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Plasmalogen Supplement

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Plasmalogens are part of a large family of phospholipids that make up cell membranes. They play general structural, anti-oxidant and signaling roles but can also be adapted to tissue specific functions.

Ingestion of plasmalogen supplement by participants with dementia improved non-motor symptoms and increased blood DHA-plasmalogen levels in a dose-dependent manner. These positive effects were accompanied by increased oxidative stress biomarkers.


Plasmalogens are lipid mediators with a unique structure, containing an enyl-ether linkage that is highly susceptible to ROS oxidation. In vivo studies suggest that plasmalogen deficiency is associated with a number of pathologies. Administration of purified plasmalogens or their precursors can restore plasmalogen levels and prevent tissue damage caused by inflammation.

Moreover, plasmalogens are also anti-inflammatory mediators and have been shown to reduce the accumulation of neurofibrillary tangles in Alzheimer’s disease (AD). Furthermore, plasmalogens have been shown to inhibit the phosphorylation of Akt and to enhance PI3K activity thereby reducing oxidative stress.

A decrease in plasmalogens is also associated with asthma, a condition that affects about 3 in 10 people in the US. Plasmalogen deficiency in asthma may be related to oxidation of surfactant lipids. Exposure to ozone, a chemical in ambient air pollution, is known to decrease plasmalogens by degradation of their vinyl ether linkage. The ozone-induced loss of plasmalogens is likely to contribute to the development of the inflammatory process in asthma patients.

Another pathological condition that is associated with a decrease in plasmalogens is COPD, a chronic inflammatory respiratory disorder characterized by reduced pulmonary function. Plasmalogen deficiency in COPD may be due to oxidation of surfactant phospholipids. Exposure to ozone, as well as exposure to tobacco smoke, is known to deplete plasmalogens in the lungs of smokers.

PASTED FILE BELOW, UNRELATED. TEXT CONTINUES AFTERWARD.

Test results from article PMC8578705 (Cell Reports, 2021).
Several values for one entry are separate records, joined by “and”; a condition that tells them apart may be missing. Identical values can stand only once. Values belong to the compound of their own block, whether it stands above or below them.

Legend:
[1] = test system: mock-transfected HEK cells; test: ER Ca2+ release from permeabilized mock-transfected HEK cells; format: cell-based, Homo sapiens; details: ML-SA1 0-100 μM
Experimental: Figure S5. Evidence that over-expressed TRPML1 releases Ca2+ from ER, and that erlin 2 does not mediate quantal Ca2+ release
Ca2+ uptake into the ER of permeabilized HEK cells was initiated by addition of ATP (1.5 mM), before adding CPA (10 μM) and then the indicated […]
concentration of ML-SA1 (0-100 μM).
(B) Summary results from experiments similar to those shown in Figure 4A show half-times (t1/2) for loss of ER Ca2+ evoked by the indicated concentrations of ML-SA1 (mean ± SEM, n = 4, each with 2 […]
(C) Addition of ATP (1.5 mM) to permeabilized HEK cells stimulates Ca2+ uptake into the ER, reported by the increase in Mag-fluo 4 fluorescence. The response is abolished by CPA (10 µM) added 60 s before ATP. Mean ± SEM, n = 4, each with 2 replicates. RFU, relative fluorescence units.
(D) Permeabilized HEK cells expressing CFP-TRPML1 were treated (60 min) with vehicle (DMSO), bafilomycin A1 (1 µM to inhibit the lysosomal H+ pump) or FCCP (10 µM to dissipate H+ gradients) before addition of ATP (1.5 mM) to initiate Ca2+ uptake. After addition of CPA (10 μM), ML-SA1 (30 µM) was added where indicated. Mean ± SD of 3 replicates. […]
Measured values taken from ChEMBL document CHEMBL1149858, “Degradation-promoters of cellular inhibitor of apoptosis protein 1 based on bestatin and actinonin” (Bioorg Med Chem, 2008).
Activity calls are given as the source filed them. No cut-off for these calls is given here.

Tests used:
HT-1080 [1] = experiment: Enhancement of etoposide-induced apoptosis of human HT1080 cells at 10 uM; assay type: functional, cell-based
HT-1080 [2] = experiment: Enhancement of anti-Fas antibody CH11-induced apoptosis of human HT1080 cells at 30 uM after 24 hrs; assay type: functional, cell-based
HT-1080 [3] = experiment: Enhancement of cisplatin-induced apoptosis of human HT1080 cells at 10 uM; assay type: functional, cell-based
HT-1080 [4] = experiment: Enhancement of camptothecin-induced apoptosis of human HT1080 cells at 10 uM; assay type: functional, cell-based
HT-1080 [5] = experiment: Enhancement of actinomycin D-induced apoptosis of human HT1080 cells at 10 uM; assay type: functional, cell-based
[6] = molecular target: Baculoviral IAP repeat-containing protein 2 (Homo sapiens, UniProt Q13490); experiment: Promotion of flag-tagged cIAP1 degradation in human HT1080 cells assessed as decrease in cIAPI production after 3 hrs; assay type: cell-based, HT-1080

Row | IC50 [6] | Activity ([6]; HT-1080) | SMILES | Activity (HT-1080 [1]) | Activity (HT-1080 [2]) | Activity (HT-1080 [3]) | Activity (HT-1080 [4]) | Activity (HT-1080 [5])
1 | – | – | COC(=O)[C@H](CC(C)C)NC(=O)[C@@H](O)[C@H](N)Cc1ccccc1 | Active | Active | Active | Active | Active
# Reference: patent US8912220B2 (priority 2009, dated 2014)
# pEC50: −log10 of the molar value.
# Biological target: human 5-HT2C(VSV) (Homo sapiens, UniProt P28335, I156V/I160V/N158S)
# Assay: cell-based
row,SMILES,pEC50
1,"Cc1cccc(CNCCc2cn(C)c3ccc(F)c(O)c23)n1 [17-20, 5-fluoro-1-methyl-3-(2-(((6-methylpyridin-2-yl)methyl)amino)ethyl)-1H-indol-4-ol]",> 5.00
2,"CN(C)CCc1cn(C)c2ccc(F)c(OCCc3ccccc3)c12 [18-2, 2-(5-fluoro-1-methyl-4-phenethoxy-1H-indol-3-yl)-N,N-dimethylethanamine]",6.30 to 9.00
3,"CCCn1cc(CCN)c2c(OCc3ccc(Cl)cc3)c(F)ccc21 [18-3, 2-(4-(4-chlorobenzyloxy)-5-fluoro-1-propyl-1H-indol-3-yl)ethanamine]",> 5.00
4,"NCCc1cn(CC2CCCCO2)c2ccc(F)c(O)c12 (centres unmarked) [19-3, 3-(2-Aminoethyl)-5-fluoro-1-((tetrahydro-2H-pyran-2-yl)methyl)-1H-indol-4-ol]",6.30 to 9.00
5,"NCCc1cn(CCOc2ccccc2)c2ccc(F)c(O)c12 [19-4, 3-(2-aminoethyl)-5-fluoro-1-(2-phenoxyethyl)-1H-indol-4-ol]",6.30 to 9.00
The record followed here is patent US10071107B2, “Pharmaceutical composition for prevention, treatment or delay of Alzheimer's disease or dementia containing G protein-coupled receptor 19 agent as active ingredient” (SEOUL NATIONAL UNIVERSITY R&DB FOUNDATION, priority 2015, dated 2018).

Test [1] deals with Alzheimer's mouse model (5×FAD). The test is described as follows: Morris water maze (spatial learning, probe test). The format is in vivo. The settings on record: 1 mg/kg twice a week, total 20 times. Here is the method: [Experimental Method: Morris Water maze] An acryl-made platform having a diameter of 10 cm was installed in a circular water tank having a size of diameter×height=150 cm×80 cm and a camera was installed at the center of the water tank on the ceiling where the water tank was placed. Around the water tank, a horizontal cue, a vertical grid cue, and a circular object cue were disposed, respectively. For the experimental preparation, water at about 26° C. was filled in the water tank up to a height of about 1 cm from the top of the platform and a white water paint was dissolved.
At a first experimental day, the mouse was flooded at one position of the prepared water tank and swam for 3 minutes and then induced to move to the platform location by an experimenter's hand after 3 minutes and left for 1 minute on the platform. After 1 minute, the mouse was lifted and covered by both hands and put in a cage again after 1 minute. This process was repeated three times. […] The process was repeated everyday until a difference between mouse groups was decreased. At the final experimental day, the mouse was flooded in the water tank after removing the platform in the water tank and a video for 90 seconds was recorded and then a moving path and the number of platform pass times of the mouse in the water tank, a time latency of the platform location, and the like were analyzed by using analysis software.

In prematurely born infants, low plasmalogens are associated with a high risk of developing bronchopulmonary dysplasia (BPD). BPD is a disease that results in progressive lung damage. Plasmalogens are incorporated into surfactant phospholipids and they have been demonstrated to reduce surface tension and viscosity of surfactants. Increasing the plasmalogen content of surfactant preparations has been shown to improve the respiratory outcomes of premature infants.

Other studies have shown that plasmalogen deficiency is linked with a variety of neurological conditions, including Alzheimer’s disease (AD) and Parkinson’s disease (PD). Plasmalogen deficiency in PD is associated with decreased membrane fusion activity and subsequent neurotransmitter release and re-uptake. It is also associated with increased sensitivity to certain environmental neurotoxins that specifically target cholinergic neurons. This suggests that a vicious cycle is in place wherein oxidative stress degrades plasmalogens and exacerbates cellular damage ultimately leading to the symptoms of neurodegeneration.


Plasmalogens are unique phospholipid molecules that are a critical part of nerve, heart, lung, eye and kidney cells. They are also essential for optimal neurotransmitter function. Their levels decrease as we age and their deficiency is exacerbated in certain conditions such as Alzheimer’s. Unlike Omega-3, plasmalogens cannot be replenished through diet. However, studies show that supplementation with Plasmalogens can dramatically boost cellular levels of these lipids.

During normal aging, plasmalogen levels are significantly reduced due to decreased synthesis in the liver and increased degradation in the gut. This is accompanied by a decline in the availability of fatty acids needed to generate plasmalogens and other essential lipids. Plasmalogen deficiency impairs a number of critically important cell functions including membrane fusion, lipid processing, vesicle formation, and oxidation-reduction. This is especially true for the brain, which is particularly sensitive to low plasmalogen levels as we get older.

Recent studies using high-throughput lipidomics have revealed that plasmalogen levels are reduced in the frontal cortex of patients with mild cognitive impairment and Alzheimer’s disease. These findings are consistent with studies demonstrating that plasmalogen supplementation improves cognition in aged mice and increases the quality of synapses (connections between neurons) in the brain.

Plasmalogens have been shown to prevent the progression of Alzheimer’s disease in mice by reducing phospholipid alterations and by enhancing neuronal autophagy. They are also believed to help inhibit the accumulation of beta amyloid plaque, which is a hallmark of Alzheimer’s disease.

A patented process has been developed to convert DHA, EPA and GPC to plasmalogens. This method has been demonstrated to be safe and effective in preclinical trials and in human subjects consuming Prodrome-Neuro Plasmalogen Oil.